Thursday of the thirty-first week in ordinary time

But you, why do you judge your brother? Or you again, why do you regard your brother with contempt? For we will all stand before the judgment seat of God.
Romans 14:10 NASB
“In the same way, I tell you, there is joy in the presence of the angels of God over one sinner who repents.”
Luke 15:10 NASB
. . .
Just one. One matters to God. If God is out looking for the lost, if Jesus spent his time with tax collectors and ‘sinners’, then what possible grounds can any of us have for passing judgment on one another? That person I regard contemptuously matters to God as much as my friends do, as much as I do.
It is not new–surely our equality before God is a theological commonplace–but it is sobering. Awhile back, I made a rule for myself. It’s not really a rule of life; I tried all sorts of things and could never quite manage the timetable. Much as I would love to pray the office daily, in solidarity with my ‘home’ abbey in Kent, I can’t. But while I was there I realized that a very simple rule would do: not to speak a harsh word to, or about, anyone, even in my heart. I suppose something like Romans 14: 10 might have been rattling around in the back of my mind as I thought about this rule.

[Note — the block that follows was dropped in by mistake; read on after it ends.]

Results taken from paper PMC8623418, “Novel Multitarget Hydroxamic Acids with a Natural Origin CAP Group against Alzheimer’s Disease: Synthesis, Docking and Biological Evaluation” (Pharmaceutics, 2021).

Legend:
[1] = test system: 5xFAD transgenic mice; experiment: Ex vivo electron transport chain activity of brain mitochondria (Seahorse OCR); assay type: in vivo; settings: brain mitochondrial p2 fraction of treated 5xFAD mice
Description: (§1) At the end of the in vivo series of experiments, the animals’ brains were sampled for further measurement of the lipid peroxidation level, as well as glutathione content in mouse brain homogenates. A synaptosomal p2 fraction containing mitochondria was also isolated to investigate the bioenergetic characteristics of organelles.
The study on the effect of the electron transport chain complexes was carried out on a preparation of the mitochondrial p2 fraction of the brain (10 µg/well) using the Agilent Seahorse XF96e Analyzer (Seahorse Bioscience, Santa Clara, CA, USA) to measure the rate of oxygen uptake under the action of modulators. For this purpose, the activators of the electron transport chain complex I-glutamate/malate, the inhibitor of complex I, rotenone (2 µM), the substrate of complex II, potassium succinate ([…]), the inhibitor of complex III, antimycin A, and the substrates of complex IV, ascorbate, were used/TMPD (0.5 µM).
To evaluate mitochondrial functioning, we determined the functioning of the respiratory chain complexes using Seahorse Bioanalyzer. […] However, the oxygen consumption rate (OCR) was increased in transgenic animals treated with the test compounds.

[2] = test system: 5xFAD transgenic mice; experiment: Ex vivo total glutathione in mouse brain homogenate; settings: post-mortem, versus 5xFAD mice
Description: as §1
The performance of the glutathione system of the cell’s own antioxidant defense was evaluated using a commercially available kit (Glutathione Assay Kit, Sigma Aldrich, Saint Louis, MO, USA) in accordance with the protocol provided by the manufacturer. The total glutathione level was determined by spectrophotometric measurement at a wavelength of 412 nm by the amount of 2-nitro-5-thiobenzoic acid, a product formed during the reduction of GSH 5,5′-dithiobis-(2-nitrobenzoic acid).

I never thought it would be easy. But it has proved a lot more tricky than I thought. Because judging and regarding with contempt (both count as ‘harsh’!) aren’t always conscious. I just don’t ‘warm’ to this person or that person; I am inattentive. Sometimes I suppose that’s fair enough–it’s human to like some people more than others. Sometimes, though, that coldness hides a deeper dislike. Maybe it’s envy, maybe it’s scorn, based on some less-than-conscious judgment about the character of the person, or arising from feelings of insecurity on my part.
So of course the whole ‘no harsh words’ has not been a perfect success. I have, not surprisingly, failed. Still, insofar as I have become more aware of my own inclination to judge or to dismiss others, the enterprise has been, and continues to be, worthwhile. And today’s gospel reminded me why the rule is so important. It isn’t because I want everyone to think I am nice. It’s because there is joy in heaven over one who repents. There is no contempt for the sinner in heaven, only joy at her repentance.
I still have a long, long way to go.
Kyrie eleison.